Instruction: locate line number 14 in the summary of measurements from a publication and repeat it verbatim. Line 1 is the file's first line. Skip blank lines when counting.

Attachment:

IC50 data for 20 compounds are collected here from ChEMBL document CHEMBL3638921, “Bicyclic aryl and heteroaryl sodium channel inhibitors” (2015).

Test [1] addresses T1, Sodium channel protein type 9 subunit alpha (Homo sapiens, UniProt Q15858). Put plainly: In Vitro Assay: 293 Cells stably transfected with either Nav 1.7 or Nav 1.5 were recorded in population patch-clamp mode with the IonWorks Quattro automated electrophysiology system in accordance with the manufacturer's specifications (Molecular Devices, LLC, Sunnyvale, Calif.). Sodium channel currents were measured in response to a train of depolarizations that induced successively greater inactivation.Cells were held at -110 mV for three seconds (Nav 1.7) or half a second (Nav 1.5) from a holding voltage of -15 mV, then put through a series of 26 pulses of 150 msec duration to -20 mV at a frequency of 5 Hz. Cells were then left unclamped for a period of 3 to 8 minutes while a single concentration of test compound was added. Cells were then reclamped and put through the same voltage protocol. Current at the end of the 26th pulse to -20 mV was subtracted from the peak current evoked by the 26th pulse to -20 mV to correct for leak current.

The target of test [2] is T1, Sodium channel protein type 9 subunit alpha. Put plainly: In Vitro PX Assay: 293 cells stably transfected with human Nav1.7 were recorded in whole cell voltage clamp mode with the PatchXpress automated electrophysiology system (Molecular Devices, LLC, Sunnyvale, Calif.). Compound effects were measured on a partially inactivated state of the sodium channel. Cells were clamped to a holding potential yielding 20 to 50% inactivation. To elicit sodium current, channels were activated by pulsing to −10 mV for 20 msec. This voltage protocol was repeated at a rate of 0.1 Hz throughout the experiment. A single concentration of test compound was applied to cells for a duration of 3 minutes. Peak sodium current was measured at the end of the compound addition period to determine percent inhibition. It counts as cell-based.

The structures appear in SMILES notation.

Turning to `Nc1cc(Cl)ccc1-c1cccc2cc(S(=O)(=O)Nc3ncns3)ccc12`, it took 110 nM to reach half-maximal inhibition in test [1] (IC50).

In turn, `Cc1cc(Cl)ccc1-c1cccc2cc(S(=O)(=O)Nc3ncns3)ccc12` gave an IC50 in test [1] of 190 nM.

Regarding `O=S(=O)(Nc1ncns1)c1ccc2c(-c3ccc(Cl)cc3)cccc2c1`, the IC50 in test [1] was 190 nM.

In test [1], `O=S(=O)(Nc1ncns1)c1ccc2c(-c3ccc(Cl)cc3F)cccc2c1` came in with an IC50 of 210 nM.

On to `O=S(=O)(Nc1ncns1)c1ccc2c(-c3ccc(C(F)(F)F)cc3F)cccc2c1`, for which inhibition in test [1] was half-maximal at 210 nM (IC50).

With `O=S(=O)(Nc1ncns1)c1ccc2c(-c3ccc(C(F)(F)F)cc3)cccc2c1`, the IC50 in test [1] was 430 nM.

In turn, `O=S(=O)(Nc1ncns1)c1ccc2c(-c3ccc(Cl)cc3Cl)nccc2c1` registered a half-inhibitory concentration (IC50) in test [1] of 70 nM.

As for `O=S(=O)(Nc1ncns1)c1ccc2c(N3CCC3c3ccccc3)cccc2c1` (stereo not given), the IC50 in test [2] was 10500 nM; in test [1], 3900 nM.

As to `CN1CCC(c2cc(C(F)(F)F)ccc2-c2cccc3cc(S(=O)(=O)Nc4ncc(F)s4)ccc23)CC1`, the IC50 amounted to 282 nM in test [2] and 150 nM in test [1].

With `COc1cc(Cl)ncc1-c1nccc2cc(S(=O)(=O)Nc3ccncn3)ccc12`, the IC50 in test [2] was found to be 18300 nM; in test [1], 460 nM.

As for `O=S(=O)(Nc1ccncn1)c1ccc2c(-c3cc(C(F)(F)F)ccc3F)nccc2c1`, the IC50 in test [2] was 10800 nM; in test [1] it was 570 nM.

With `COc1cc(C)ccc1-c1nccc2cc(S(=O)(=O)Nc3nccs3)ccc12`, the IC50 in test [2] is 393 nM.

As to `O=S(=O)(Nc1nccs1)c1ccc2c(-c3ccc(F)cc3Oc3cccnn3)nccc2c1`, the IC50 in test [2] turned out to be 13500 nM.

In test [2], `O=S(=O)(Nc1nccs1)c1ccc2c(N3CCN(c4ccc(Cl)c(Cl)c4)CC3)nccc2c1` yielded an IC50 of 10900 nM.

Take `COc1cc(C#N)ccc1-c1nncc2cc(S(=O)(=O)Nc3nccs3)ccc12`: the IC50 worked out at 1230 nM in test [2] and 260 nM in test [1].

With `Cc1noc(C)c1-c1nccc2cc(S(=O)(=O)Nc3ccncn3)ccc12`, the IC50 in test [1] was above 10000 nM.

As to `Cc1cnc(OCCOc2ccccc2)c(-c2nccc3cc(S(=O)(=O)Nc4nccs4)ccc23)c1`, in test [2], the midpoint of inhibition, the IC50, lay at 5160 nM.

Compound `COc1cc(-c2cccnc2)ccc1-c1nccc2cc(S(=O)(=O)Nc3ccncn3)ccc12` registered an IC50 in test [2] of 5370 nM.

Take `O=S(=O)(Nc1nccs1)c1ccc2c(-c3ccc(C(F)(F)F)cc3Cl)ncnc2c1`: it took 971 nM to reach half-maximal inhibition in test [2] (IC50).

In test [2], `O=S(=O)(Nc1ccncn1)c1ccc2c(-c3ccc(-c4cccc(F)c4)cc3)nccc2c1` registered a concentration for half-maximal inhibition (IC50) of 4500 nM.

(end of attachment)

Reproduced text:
With `COc1cc(Cl)ncc1-c1nccc2cc(S(=O)(=O)Nc3ccncn3)ccc12`, the IC50 in test [2] was found to be 18300 nM; in test [1], 460 nM.